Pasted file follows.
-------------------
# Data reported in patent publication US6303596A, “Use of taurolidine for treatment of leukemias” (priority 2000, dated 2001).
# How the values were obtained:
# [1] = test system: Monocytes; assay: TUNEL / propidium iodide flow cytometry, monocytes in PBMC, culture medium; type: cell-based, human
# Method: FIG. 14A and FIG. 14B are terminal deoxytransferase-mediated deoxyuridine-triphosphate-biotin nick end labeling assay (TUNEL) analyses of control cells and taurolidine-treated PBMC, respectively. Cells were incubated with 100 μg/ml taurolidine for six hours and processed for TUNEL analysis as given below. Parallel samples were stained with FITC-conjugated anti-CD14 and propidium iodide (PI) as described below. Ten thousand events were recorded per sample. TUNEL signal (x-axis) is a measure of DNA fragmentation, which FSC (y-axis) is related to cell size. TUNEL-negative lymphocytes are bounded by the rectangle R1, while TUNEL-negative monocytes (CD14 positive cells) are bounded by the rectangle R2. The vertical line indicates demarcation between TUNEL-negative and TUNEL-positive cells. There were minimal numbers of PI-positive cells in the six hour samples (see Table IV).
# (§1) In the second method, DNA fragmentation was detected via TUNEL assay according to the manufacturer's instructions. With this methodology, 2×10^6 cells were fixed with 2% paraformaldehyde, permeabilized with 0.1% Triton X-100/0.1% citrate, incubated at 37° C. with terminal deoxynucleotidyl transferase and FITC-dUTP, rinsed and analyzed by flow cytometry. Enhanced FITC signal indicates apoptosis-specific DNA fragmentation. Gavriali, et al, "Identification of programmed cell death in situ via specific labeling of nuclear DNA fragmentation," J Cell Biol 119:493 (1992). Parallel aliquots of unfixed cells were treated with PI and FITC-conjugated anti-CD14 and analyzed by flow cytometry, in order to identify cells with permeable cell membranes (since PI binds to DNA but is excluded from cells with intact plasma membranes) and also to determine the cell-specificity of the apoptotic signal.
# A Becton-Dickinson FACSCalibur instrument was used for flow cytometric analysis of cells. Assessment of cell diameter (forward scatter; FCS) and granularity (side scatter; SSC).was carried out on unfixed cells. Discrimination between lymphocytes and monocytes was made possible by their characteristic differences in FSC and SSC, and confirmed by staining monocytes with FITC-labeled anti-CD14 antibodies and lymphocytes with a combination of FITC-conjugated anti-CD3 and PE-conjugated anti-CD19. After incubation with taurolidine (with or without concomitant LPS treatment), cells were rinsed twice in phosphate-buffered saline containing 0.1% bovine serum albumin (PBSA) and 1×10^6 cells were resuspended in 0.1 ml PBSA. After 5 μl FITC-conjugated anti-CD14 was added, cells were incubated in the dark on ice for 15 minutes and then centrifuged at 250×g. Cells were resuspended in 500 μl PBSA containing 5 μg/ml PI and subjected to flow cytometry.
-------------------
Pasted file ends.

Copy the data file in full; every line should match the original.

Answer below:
# Data reported in patent publication US6303596A, “Use of taurolidine for treatment of leukemias” (priority 2000, dated 2001).
# How the values were obtained:
# [1] = test system: Monocytes; assay: TUNEL / propidium iodide flow cytometry, monocytes in PBMC, culture medium; type: cell-based, human
# Method: FIG. 14A and FIG. 14B are terminal deoxytransferase-mediated deoxyuridine-triphosphate-biotin nick end labeling assay (TUNEL) analyses of control cells and taurolidine-treated PBMC, respectively. Cells were incubated with 100 μg/ml taurolidine for six hours and processed for TUNEL analysis as given below. Parallel samples were stained with FITC-conjugated anti-CD14 and propidium iodide (PI) as described below. Ten thousand events were recorded per sample. TUNEL signal (x-axis) is a measure of DNA fragmentation, which FSC (y-axis) is related to cell size. TUNEL-negative lymphocytes are bounded by the rectangle R1, while TUNEL-negative monocytes (CD14 positive cells) are bounded by the rectangle R2. The vertical line indicates demarcation between TUNEL-negative and TUNEL-positive cells. There were minimal numbers of PI-positive cells in the six hour samples (see Table IV).
# (§1) In the second method, DNA fragmentation was detected via TUNEL assay according to the manufacturer's instructions. With this methodology, 2×10^6 cells were fixed with 2% paraformaldehyde, permeabilized with 0.1% Triton X-100/0.1% citrate, incubated at 37° C. with terminal deoxynucleotidyl transferase and FITC-dUTP, rinsed and analyzed by flow cytometry. Enhanced FITC signal indicates apoptosis-specific DNA fragmentation. Gavriali, et al, "Identification of programmed cell death in situ via specific labeling of nuclear DNA fragmentation," J Cell Biol 119:493 (1992). Parallel aliquots of unfixed cells were treated with PI and FITC-conjugated anti-CD14 and analyzed by flow cytometry, in order to identify cells with permeable cell membranes (since PI binds to DNA but is excluded from cells with intact plasma membranes) and also to determine the cell-specificity of the apoptotic signal.
# A Becton-Dickinson FACSCalibur instrument was used for flow cytometric analysis of cells. Assessment of cell diameter (forward scatter; FCS) and granularity (side scatter; SSC).was carried out on unfixed cells. Discrimination between lymphocytes and monocytes was made possible by their characteristic differences in FSC and SSC, and confirmed by staining monocytes with FITC-labeled anti-CD14 antibodies and lymphocytes with a combination of FITC-conjugated anti-CD3 and PE-conjugated anti-CD19. After incubation with taurolidine (with or without concomitant LPS treatment), cells were rinsed twice in phosphate-buffered saline containing 0.1% bovine serum albumin (PBSA) and 1×10^6 cells were resuspended in 0.1 ml PBSA. After 5 μl FITC-conjugated anti-CD14 was added, cells were incubated in the dark on ice for 15 minutes and then centrifuged at 250×g. Cells were resuspended in 500 μl PBSA containing 5 μg/ml PI and subjected to flow cytometry.